To Thomas Cushing
Reprinted from William Duane, ed., The Works of Benjamin Franklin … (6 vols., Philadelphia, 1808–18), VI, 331–2.
London, Sept. 12, 1773.
The above is a copy of my last, per packet. Inclosed is the original letter therein mentioned.9 His lordship continues in the country, but is expected (secretary Pownall tells me) the beginning of next month.
To avoid repealing the American tea duty, and yet find a vent for tea, a project is executing to send it from hence, on account of the East India company to be sold in America, agreeable to a late act, impowering the lords of the treasury to grant licences to the company to export tea thither, under certain restrictions, duty free. Some friends of government (as they are called) of Boston, New York, Philadelphia, &c. are to be favored with the commission, who undertake by their interest to carry the measure through in the colonies.10 How the other merchants thus excluded from the tea trade will like this, I cannot foresee. Their agreement, if I remember right, was not to import tea, till the duty shall be repealed. Perhaps they will think themselves still obliged by that agreement, notwithstanding this temporary expedient; which is only to introduce the tea for the present, and may be dropped next year, and the duty again required, the granting or refusing such license from time to time remaining in the power of the treasury. And it will seem hard, while their hands are tied, to see the profits of that article all engrossed by a few particulars.11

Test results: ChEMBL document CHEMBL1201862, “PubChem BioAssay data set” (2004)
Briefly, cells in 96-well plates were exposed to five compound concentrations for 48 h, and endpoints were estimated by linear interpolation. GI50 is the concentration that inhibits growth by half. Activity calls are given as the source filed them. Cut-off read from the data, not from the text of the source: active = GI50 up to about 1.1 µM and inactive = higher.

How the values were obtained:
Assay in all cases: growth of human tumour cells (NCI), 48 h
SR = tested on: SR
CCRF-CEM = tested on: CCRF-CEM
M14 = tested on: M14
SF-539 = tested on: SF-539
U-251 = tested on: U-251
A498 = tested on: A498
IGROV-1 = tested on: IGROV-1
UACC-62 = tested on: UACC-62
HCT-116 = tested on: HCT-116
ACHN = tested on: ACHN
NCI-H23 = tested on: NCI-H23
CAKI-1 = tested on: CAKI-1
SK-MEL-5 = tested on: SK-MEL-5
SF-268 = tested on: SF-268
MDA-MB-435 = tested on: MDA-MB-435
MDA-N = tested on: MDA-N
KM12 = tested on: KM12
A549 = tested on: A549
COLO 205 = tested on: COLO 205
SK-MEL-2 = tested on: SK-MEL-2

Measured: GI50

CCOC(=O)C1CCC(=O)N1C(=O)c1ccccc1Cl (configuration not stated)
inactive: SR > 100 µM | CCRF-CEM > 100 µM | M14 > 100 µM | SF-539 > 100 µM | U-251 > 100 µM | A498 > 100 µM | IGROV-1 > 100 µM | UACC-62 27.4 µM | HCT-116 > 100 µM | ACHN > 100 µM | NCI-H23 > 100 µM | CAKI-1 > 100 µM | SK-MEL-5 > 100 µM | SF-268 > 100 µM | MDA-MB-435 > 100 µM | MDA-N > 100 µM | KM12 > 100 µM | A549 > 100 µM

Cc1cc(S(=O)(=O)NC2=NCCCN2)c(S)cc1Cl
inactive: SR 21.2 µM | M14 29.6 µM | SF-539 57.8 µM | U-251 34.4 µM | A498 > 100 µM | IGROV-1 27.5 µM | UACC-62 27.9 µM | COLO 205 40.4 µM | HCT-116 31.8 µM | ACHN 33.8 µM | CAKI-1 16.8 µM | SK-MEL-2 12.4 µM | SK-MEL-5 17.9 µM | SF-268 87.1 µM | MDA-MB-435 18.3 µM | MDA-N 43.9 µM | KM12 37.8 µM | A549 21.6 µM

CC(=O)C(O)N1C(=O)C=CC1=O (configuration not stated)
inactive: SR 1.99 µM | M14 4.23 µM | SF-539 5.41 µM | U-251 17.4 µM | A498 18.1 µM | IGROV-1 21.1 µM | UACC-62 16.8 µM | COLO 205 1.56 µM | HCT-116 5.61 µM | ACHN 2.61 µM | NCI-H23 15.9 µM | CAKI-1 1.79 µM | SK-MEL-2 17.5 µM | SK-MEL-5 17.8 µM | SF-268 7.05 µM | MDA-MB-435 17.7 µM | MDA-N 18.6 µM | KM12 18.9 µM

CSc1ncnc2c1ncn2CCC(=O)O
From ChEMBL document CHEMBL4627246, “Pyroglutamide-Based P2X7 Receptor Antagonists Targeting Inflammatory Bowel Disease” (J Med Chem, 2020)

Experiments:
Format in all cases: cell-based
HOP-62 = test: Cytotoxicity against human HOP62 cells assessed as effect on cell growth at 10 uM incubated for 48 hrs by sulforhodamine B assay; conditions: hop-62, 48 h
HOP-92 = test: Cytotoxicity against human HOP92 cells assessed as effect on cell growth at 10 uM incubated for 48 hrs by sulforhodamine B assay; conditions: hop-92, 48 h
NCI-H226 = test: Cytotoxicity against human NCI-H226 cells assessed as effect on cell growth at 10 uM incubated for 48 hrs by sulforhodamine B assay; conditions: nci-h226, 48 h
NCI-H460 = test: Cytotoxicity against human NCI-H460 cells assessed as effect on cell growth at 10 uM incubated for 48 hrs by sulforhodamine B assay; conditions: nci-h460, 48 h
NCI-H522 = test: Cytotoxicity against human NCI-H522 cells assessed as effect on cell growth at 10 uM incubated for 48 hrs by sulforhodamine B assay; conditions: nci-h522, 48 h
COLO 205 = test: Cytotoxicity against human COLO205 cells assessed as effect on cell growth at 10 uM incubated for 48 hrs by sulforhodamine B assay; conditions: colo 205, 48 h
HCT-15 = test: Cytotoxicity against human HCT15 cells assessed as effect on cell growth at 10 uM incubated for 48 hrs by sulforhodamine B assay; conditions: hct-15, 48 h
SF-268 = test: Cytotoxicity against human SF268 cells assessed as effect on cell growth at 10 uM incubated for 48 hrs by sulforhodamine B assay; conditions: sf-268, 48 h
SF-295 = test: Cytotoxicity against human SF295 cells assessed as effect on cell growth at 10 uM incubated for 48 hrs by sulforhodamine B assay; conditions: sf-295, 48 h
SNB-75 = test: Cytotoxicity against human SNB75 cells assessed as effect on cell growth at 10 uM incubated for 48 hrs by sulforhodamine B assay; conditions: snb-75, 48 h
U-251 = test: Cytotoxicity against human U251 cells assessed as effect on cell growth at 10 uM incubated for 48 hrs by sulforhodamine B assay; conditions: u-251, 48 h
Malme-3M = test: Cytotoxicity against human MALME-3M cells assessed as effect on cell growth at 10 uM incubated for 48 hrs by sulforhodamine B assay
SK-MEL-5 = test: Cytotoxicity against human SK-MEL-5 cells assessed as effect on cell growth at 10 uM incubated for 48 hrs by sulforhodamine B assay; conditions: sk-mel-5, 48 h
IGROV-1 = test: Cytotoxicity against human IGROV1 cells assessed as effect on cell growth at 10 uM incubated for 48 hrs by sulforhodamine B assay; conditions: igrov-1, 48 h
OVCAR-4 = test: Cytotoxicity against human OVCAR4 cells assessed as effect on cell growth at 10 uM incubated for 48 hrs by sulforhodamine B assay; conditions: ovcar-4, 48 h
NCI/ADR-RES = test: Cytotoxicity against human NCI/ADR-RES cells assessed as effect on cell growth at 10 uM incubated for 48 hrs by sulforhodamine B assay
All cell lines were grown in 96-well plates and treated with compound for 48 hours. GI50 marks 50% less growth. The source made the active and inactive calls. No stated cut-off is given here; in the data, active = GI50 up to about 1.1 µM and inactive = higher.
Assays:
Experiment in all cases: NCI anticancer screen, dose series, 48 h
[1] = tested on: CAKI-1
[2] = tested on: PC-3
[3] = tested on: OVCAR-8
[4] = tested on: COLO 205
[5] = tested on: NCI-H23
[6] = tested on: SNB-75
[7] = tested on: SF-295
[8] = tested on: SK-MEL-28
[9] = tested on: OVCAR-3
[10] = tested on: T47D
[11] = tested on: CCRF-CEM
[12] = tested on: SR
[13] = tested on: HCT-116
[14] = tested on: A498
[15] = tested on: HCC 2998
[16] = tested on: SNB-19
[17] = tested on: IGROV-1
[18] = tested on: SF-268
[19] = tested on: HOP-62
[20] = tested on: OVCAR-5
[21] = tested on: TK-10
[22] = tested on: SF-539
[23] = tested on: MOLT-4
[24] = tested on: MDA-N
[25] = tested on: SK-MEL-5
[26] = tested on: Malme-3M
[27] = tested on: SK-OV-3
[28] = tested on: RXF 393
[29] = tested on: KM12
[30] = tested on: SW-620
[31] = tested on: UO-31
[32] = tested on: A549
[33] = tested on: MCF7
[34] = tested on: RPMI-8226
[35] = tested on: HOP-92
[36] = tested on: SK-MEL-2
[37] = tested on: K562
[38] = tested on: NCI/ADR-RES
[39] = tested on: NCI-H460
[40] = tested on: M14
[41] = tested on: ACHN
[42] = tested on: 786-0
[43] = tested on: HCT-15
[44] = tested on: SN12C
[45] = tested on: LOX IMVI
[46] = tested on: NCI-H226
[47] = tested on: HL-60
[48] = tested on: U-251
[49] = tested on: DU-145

Enclosed I take the liberty of sending you a small piece of mine, written to expose, in as striking a light as I could, to the nation, the absurdity of the measures towards America, and to spur the ministry if possible to a change of those measures.1
Please to present my duty to the house, and respects to the committee. I have the honor to be, with much esteem, sir, your most obedient humble servant,
9. The duplicate of BF to Cushing above, Sept. 1, is now missing. With that letter he enclosed copies of Dartmouth to Bollan, also missing, and to BF of Aug. 25. The latter must have been the original that he now enclosed.
10. For the background and development of the project that was “executing” see above, BF to Galloway, Feb. 14, to Cushing and to Williams, June 4. The Tea Act imposed certain restrictions on export, which were repeated in the licenses issued by the Treasury; see Francis S. Drake, ed., Tea Leaves: Being a Collection of Letters and Documents Relating to the Shipment of Tea … in the Year 1773 … (Boston, 1884), pp. 249–51.
11. Is BF suggesting, in this guardedly obscure passage, that merchants should resist for economic reasons? He was well aware of other reasons: a saving of 3d. a pound would never serve “to overcome all the Patriotism of an American!” To Cushing above, June 4. Yet he gives no hint here of anticipating the duty, dormant since the collapse of the nonimportation agreements in 1770, was reviving throughout the colonies; and the uproar in Boston began at about the time when BF’s letter must have arrived there. See Labaree, Tea Party, pp. 50, 104–9.
1. Earlier editors assumed that the enclosure was the “Edict by the King of Prussia,” which may not have been written yet and was certainly not in print. BF must have sent the “Rules,” the preceding document; the “Edict” went with his note to Cushing below, Sept. 23.